DocMoney - 3 years ago    Report SPAM

Tesco has a quality and a customer service problem. Check their facebook page. Rotten vegetables, foreign objects in food, products not as advertised... Until this is fixed, success will elude them.

Batbeer2 premium member - 3 years ago

>> I think margins will be permanently impaired.

Are you saying this time is different?

- If no, then we wil one day see stronger margins.

- If yes, then the only real change is online. Tesco is much better at that than anyone else.

Just some thoughts, thanks for an interesting read!

Parklanefamilyoffice - 3 years ago    Report SPAM

Buffett cut his holdings thru the sale of a derivatives position (voting rights equity swap) a long time ago. This is reported as news now, which is weird.So "Surely" is not the word I would use. If he was truly bearish, he would probably have sold more already.

Regarding margins, Tesco could have EBIT margins sliced all the way to 4% flat forever and still be worth 10% more than today. In that scenario though,their market share would probably grow markedly at the expense of Sainsburys, Morrisons and others who have lower EBIT margins.

A prolonged price war is not in anyones interest. If it happens, tesco will win. But they will try to avoid it at all costs. Market share is unimportant to some extent, Tesco is huge and will stay huge. They are not at risk of losing the position as the largest retailer in the UK.

Market share has gone from 30.3% in 2007 to 28.7% in 2014. This is not that dramatic. Asda has about 17% while Morrisons has about 10%. I mean, let's keep things in perspective. Tesco doesn't care if their amrket share falls to 25% as long as the prfitability is good. ROIC is the name of the game now for that industry. They will will stay away from price wars as long as possible. Hence the tentative 200m GBP price cuts recently.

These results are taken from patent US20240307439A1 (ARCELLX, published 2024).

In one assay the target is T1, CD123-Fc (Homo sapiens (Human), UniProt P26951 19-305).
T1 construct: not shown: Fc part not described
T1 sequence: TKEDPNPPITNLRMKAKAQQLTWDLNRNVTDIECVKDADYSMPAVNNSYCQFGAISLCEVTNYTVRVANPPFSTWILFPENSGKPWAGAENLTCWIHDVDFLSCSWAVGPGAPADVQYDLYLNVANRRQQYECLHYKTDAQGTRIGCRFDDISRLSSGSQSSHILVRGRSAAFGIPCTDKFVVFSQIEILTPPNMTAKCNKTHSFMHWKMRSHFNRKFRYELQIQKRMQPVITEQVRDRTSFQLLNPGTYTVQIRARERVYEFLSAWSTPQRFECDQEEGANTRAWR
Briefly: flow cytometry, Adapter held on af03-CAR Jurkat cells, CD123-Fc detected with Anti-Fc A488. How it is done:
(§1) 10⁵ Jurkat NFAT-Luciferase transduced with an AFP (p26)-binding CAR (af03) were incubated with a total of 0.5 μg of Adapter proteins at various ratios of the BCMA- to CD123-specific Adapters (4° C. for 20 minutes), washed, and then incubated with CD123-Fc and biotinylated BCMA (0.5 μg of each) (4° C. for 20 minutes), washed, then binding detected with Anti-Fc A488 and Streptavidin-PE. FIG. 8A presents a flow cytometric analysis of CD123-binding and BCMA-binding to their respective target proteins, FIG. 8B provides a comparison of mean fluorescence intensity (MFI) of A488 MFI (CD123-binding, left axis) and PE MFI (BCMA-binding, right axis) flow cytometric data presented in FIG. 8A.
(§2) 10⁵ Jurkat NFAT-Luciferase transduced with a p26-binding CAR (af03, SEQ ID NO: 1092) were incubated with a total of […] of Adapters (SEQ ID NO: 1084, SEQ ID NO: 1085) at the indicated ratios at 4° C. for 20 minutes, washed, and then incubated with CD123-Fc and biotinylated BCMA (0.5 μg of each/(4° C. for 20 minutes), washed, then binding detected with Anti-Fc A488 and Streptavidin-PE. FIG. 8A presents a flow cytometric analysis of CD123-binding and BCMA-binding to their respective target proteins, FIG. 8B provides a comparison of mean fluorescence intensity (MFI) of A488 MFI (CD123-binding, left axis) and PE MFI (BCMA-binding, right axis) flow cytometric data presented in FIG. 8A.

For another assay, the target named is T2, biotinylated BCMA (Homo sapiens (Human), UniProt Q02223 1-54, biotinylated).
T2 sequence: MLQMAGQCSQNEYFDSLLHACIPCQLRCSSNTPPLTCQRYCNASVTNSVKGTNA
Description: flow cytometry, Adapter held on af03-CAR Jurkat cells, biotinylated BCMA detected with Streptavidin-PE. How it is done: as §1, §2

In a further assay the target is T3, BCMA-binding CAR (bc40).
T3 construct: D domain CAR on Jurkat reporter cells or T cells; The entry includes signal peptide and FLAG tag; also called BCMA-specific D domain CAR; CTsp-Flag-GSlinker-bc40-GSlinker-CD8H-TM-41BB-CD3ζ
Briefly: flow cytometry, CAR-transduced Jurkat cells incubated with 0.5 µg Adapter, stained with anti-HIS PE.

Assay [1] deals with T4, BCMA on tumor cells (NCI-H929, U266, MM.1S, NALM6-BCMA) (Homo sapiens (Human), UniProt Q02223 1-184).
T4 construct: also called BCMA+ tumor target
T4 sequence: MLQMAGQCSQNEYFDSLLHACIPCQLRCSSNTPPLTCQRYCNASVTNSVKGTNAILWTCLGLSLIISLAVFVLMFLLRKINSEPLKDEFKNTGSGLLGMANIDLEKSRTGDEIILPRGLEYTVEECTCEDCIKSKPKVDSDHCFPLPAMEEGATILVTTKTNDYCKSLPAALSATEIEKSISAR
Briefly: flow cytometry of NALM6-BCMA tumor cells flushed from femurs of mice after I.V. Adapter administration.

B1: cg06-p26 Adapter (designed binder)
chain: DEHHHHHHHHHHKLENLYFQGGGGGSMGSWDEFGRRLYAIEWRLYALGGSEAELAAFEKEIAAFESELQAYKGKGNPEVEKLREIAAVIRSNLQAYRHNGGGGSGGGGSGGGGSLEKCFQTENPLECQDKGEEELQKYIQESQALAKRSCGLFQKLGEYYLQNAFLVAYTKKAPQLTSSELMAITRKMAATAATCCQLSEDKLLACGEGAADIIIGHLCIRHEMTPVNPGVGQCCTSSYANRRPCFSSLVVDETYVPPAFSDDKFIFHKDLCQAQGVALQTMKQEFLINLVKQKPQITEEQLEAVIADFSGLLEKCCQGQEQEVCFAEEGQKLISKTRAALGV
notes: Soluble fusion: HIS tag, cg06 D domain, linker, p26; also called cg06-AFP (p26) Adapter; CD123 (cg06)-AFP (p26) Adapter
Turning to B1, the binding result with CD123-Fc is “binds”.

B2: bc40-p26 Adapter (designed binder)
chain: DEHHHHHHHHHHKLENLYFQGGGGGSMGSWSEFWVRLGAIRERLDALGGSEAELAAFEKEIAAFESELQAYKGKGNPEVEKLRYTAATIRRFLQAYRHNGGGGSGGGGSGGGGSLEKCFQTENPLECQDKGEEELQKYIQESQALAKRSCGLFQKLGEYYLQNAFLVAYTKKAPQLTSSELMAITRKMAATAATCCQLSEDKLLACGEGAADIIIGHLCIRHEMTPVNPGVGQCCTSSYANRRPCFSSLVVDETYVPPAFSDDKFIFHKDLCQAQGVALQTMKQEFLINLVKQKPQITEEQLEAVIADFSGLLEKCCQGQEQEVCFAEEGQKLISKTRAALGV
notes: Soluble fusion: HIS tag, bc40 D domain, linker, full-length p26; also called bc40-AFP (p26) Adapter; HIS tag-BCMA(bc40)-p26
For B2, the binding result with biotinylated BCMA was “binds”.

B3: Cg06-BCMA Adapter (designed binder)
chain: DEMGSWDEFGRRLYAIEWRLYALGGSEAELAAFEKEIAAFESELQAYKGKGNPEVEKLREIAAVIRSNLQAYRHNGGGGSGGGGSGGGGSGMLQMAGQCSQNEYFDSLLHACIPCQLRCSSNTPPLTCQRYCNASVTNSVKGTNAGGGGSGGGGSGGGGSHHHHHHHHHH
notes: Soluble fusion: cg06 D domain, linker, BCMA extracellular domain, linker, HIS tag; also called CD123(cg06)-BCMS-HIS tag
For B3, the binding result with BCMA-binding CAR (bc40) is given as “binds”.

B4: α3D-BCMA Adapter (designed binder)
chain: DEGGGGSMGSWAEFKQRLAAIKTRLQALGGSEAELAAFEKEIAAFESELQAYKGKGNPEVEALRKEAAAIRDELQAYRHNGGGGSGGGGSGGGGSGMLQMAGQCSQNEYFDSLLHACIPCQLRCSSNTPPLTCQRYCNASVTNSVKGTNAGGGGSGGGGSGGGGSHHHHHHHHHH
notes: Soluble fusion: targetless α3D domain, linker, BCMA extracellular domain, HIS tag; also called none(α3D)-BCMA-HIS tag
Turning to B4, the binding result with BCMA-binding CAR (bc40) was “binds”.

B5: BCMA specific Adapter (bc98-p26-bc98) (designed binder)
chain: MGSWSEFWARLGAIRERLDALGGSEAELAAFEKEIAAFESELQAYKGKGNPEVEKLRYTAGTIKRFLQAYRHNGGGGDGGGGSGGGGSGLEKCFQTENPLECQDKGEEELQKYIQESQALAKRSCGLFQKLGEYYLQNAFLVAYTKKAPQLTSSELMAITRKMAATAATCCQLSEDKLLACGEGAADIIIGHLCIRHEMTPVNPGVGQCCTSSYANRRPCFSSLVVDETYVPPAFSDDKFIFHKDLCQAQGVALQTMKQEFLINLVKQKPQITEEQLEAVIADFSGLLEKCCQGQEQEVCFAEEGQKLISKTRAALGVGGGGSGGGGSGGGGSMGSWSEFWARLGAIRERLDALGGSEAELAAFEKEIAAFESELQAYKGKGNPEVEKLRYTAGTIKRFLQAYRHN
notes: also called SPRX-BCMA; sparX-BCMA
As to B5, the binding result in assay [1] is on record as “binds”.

In a scenario where Tescos EBIT margins dip from say 5% this year to 4.5% in fiscal 2015 and stay there until 2019 and then recover to 5%, the stock should be worth about 4.5 GBP.I think that's much more realistic. I am basing this on an average top line growth rate of 4.6% (very reasonable assumption, IMO)., an 8% WACC and a 2.5% terminal FCF growth rate.

I'm confident Tesco is a solid buy here. Remeber Wal-Mart at P/E 11? Didn't last long, did it.

Parklanefamilyoffice - 3 years ago    Report SPAM

I would also add that I disagree that Giraffe, H&H etc are bad ideas. Economically, the results are promising (ref company presentations and transcripts) and they help make Tescos larger stores more attractive as shopping destinations. As for quality issues, customer satisfaction is on the rise, and management are clearly making this a priority. I think (very few agree with me) that management is handling this diffcult period well.

Turning around a giant after it lost its way in the late innings of Leahy's tenure will take time. Investors have no patience for long term fixes.Personally, I love it when something is perceived as dead money.

Parklanefamilyoffice - 3 years ago    Report SPAM

Finally on the subject of Buffett's holdings of Tesco, one should note that on an updated shareholder's list of Tesco, Berkshire is listed with approxximately 3.7% of the stock. But Geico is also listed with 90m shares or about 1.1%. The Geico position is not part of the Berkshire listed position as it is part of a Berkshire subsidiary pension fund. So the Buffett sphere really owns 4.8%.